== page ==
Here we are capturing the suspended cell and use it to lazily generate the elements of the new, truncated, `Stream`. Again, the key to understanding why this works is to keep in mind that `Stream`s and `Cell`s are conceptually immutable, and therefore can be shared by the implementation. This has some interesting side effects, which don’t influence the results, but change the performance. For instance, if the caller of `take` forces the evaluation of the first n elements — e.g., by passing them through the consuming `forEach` below — these elements will appear miraculously memoized in the original `Stream`.

Finally, we’ll need some way to iterate through streams. Here’s an implementation of `forEach` that consumes the stream while enumerating it and feeding its elements to a function.

```template<class T, class F>
void forEach(Stream<T> strm, F f)
{
while (!strm.isEmpty())
{
f(strm.get());
strm = strm.pop_front();
}
}```

It’s the assignment:

`strm = strm.pop_front();`

which consumes the stream by decreasing the reference count of the head of the `Stream`. In particular, if you pass an rvalue `Stream` to `forEach`, its elements will be generated and deleted in lockstep. The algorithm will use constant memory, independent of the virtual length of the `Stream`. What Haskell accomplishes with garbage collection, we approximate in C++ with reference counting and `shared_ptr`.

# Working with Streams

It’s not immediately obvious how to translate our Pythagorean triple program from nested loops to lazy streams, so we’ll have to take inspiration from the corresponding Haskell program. Let me first rewrite it using a slightly different notation:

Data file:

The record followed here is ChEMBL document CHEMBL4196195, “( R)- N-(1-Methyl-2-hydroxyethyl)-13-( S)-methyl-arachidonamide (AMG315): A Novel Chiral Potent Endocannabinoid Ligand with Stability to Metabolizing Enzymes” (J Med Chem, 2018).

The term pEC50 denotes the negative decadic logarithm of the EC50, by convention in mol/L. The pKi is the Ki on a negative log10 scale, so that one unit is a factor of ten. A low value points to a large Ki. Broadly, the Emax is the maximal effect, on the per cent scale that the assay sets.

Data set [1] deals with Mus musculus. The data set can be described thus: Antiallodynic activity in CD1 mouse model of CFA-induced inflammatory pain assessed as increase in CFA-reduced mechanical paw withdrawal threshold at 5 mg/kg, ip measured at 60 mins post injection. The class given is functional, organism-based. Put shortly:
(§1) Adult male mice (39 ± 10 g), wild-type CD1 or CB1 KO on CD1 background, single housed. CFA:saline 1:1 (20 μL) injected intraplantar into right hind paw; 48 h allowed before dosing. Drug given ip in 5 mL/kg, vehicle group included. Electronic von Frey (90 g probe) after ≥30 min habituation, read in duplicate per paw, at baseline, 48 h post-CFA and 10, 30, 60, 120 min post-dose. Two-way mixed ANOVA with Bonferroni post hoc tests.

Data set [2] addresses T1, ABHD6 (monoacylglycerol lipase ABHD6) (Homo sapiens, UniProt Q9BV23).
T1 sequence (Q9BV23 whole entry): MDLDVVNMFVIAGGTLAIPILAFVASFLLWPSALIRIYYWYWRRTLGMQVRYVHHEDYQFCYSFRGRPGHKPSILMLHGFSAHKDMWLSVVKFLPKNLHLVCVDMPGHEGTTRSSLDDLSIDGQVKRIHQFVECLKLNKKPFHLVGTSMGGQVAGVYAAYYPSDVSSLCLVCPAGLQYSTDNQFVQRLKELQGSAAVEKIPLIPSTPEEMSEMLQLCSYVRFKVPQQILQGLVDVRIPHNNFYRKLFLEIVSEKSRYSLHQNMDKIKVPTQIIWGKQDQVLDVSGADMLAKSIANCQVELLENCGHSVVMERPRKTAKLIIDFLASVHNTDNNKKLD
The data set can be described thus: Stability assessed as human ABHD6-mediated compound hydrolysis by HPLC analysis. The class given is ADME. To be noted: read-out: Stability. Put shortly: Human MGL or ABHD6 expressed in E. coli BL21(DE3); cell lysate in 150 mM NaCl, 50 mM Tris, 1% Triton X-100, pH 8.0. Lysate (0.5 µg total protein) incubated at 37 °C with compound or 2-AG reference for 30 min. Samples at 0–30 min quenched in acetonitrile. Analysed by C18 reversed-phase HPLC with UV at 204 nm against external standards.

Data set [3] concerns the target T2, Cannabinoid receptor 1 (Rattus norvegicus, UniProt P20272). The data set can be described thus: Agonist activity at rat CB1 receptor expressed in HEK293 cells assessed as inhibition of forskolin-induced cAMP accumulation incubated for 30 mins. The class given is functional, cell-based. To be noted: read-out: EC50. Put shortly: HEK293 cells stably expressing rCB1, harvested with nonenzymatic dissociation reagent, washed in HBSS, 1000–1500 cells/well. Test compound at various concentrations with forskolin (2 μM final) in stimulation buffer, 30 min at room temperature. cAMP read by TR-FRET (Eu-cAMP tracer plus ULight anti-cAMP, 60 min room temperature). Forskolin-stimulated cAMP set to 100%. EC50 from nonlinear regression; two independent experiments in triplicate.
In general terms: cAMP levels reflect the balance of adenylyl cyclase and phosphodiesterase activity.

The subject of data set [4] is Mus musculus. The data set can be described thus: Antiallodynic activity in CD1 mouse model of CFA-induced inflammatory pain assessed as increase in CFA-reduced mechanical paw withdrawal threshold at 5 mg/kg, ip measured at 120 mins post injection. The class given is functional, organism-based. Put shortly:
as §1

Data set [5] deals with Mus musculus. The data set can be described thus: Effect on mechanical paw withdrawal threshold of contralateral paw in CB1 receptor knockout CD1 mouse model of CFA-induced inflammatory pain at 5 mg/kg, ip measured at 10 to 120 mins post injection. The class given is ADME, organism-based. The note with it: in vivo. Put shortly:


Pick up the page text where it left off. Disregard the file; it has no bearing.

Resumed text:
```triples = do
z <- [1..]
x <- [1..z]
y <- [x..z]
guard (x^2 + y^2 == z^2)
return (x, y, z)```

The general idea is this: Start with the stream of integers from 1 to infinity. For every such integer — call it `z` — create a stream from 1 to `z`. For each of those — call them `x` — create a stream from `x` to `z`. Filter out those which don’t satisfy the Pythagorean constraint. Finally, output a stream of tuples `(x, y, z)`.

So far we’ve learned how to create a stream of integers — we have the function `intsFrom`. But now we’ll have to do something for each of these integers. We can’t just enumerate those integers and apply a function to each, because that would take us eternity. So we need a way to act on each element of a stream lazily.

In functional programming this is called mapping a function over a list. In general, a parameterized data structure that can be mapped over is called a functor. I’m going to show you that our `Stream` is a functor.

# Stream as a Functor

The idea is simple: we want to apply a function to each element of a stream to get a new transformed stream (it’s very similar to the `std::transform` algorithm from STL). The catch is: We want to do it generically and lazily.

To make the algorithm — we’ll call it `fmap` — generic, we have to parameterize it over types. The algorithm starts with a `Stream` of elements of type `T` and a function from `T` to some other type `U`. The result should be a stream of `U`.

We don’t want to make `U` the template argument, because then the client would have to specify it explicitly. We want the compiler to deduce this type from the type of the function. We want, therefore, the function type `F` to be the parameter of our template (this will also allow us to call it uniformly with function pointers, function objects, and lambdas):

```template<class T, class F>
auto fmap(Stream<T> stm, F f)```

Without the use of concepts, we have no way of enforcing, or even specifying, that `F` be a type of a function from `T` to `U`. The best we can do is to statically assert it inside the function: